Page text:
St. Joe’s Stuff-a-Bus is ‘us being third’

By Emily Clark

TRUMBULL— “Still hungry.” Even after an abundance of donated goods stocked pantries and soup kitchens during the holiday season, these words describe thousands of residents throughout Fairfield County, hungry for food to sustain them through the winter.

Even after continued service to their communities during the school year, these words describe hundreds of students at St. Joseph High School, hungry to keep on helping their neighbors. And this was the motivation behind the Trumbull high school’s largest in-person service event in three years, culminating in the first annual “Still Hungry” Stuff-a-Bus food drive.

Beginning on Ash Wednesday, students and families started piling bags of canned goods and boxes of cereal in the front lobby of school. Then, on Saturday, February 25 from 8 am to 3 pm, the drive was opened to the public so members of the community could contribute as well.

The result was four St. Joe’s buses filled with non-perishables and ready for delivery to the Bridgeport Rescue Mission, Sterling House Community Center in Stratford, St. Vincent de Paul Food Bank in Derby, and the Thomas Merton Center in Bridgeport.

Deacon Jeff Font, director of campus ministry at the school, said this project resonated with his students who were looking for additional opportunities to serve.

“The pantries are depleted,” he said. “When I asked around about what was needed, they always said ‘food.’ So many (in this area) go to bed hungry. It’s such a huge number, so we thought about what we could do.”

To increase donations and community engagement, St. Joe’s partnered local Catholic elementary schools and area businesses. At St. Mark School in Stratford and Holy Trinity School in Shelton, young students had their own food drives then brought the goods to St. Joe’s.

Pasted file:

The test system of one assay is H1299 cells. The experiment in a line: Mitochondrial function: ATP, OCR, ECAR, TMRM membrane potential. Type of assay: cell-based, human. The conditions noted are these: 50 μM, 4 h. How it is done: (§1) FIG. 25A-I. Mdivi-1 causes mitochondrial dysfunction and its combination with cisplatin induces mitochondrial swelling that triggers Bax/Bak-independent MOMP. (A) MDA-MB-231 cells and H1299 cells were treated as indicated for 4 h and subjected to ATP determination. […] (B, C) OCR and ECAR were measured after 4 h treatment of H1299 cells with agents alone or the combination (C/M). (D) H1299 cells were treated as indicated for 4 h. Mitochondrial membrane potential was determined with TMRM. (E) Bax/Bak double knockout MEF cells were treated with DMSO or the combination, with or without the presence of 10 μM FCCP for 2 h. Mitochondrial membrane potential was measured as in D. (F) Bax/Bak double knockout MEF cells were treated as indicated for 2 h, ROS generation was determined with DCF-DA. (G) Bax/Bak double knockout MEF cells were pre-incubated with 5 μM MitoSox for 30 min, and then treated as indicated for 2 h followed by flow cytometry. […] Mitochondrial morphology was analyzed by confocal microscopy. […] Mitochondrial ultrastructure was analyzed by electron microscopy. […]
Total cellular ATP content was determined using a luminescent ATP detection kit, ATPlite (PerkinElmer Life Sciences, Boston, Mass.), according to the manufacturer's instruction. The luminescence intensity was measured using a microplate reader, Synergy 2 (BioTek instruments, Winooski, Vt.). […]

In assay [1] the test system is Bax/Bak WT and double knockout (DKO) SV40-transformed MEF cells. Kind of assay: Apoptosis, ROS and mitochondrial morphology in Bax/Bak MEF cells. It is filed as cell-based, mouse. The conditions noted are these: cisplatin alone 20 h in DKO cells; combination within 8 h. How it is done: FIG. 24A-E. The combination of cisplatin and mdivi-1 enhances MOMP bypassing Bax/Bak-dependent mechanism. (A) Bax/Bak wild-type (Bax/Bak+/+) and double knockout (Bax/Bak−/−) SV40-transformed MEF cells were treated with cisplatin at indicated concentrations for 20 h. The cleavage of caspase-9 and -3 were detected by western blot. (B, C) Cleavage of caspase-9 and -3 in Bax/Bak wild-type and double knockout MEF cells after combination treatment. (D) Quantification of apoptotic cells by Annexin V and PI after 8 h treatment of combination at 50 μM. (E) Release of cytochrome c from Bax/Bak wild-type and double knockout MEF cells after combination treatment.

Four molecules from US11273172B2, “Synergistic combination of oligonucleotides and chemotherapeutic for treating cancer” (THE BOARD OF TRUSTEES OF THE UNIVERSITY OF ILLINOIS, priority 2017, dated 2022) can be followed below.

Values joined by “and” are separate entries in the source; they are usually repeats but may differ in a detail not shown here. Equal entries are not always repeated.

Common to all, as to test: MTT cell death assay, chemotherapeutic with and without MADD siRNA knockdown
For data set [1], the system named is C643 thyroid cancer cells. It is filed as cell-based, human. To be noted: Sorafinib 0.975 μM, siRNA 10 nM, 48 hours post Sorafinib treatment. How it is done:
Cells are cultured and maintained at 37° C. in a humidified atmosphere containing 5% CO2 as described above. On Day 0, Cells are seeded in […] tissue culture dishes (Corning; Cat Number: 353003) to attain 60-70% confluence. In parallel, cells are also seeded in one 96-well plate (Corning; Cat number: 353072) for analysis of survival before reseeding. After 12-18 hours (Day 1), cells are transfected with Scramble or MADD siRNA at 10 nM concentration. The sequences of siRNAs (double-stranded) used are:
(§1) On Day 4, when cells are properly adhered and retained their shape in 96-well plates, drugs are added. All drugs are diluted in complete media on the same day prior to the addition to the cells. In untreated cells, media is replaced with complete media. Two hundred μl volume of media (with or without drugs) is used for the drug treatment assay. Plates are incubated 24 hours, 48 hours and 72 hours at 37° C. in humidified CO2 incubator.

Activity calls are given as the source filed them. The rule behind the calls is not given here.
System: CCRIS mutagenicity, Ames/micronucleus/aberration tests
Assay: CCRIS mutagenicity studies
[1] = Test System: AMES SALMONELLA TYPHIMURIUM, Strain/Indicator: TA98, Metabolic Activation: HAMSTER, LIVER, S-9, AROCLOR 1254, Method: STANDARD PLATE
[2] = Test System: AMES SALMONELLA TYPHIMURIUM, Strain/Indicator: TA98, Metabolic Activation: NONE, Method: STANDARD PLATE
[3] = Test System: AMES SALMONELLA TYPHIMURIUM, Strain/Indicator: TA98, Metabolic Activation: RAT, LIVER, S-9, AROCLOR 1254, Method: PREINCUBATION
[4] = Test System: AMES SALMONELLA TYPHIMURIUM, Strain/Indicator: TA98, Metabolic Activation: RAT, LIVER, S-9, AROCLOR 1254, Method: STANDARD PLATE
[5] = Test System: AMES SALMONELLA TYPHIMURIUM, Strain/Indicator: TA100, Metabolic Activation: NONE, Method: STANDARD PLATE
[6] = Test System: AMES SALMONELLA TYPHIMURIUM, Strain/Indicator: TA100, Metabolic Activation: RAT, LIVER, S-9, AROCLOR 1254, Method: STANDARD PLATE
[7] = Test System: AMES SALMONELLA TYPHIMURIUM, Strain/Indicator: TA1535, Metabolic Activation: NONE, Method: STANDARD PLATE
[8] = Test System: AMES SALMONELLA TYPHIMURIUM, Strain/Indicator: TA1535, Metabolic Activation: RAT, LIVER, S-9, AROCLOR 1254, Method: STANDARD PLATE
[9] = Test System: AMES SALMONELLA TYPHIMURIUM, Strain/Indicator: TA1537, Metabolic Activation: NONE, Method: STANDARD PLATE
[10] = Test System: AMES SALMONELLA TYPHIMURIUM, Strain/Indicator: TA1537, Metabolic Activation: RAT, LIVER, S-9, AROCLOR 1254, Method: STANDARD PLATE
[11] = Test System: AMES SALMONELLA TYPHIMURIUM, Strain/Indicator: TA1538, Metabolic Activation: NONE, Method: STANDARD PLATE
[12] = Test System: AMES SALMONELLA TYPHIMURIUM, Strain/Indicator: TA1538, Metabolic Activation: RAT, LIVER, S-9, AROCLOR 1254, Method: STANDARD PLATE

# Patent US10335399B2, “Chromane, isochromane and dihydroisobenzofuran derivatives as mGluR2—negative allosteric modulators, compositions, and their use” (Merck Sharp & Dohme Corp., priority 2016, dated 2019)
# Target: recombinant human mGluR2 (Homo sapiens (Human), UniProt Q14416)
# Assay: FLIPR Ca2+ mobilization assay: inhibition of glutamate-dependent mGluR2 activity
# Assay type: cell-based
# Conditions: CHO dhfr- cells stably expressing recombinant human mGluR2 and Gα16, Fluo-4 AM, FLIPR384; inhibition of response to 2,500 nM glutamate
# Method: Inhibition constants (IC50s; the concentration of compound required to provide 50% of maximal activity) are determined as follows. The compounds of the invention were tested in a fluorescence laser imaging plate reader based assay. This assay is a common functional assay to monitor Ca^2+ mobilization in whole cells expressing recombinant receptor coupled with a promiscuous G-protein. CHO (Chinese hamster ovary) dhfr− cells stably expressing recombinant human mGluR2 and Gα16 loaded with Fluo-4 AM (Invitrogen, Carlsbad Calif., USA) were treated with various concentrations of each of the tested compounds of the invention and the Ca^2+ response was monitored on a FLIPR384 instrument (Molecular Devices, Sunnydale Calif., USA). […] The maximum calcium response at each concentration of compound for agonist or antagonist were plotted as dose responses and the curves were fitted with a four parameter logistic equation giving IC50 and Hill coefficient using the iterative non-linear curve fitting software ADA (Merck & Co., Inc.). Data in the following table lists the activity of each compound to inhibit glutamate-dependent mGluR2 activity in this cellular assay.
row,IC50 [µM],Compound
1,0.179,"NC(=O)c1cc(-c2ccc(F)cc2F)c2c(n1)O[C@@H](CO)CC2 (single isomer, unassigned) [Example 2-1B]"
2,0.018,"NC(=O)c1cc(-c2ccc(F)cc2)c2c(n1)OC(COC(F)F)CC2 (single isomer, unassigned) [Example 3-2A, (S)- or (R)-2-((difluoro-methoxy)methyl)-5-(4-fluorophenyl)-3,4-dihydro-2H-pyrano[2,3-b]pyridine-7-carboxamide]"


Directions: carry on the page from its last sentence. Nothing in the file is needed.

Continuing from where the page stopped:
Parents offered to involve their workplaces by setting up boxes for donations, and other organizations such as the Stamford Medical Group and Nabisco made significant contributions. Volunteers could also provide gift cards or sponsor a seat on the bus with a monetary donation.

“We’re all under the same Catholic umbrella and want to live the Gospels,” Deacon Font said. “Christ reminds us to ‘love thy neighbor’ which connects to our motto of ‘God first, others second, I am third.’ It’s a way of almsgiving, a Lenten mission. And this,” he added, nodding toward the collection of food, “is us being third.”

Seniors Teagan Cavaliere and Stephanie Alves agreed. As peer ministers and members of a theology class who work with Campus Ministry, they played a role in coordinating this project through publicity efforts and organizing collections in their own communities of Stamford and Oxford.

“We’re putting our mission into action with an emphasis on charity,” said Cavaliere.

For those benefitting from these donations, they couldn’t have come at a better time. Leanne Reynolds, the director of resource connections at Sterling House, said her staff was sorting through their last canned goods from Thanksgiving and welcomed the delivery from St. Joe’s.

“I’m amazed at how much was donated. This was awesome!” Reynolds said, adding that they were especially grateful for the variety of donated goods including condiments and bags of flour and sugar. “It’s really so thoughtful. The amount of food we got will go a long way to fill our shelves and better help the families we serve.”

The success of the Stuff-a-Bus drive has prompted Deacon Font and his students to make this an annual event, continuing to assist those who rely so heavily on these resources.

“There is a need right here in our backyard,” he said, “And it’s not going away.”

Though the students and volunteers who stuffed the buses on that chilly February afternoon said that they are “still hungry,” many residents in neighboring communities are not, all because of the generosity of others.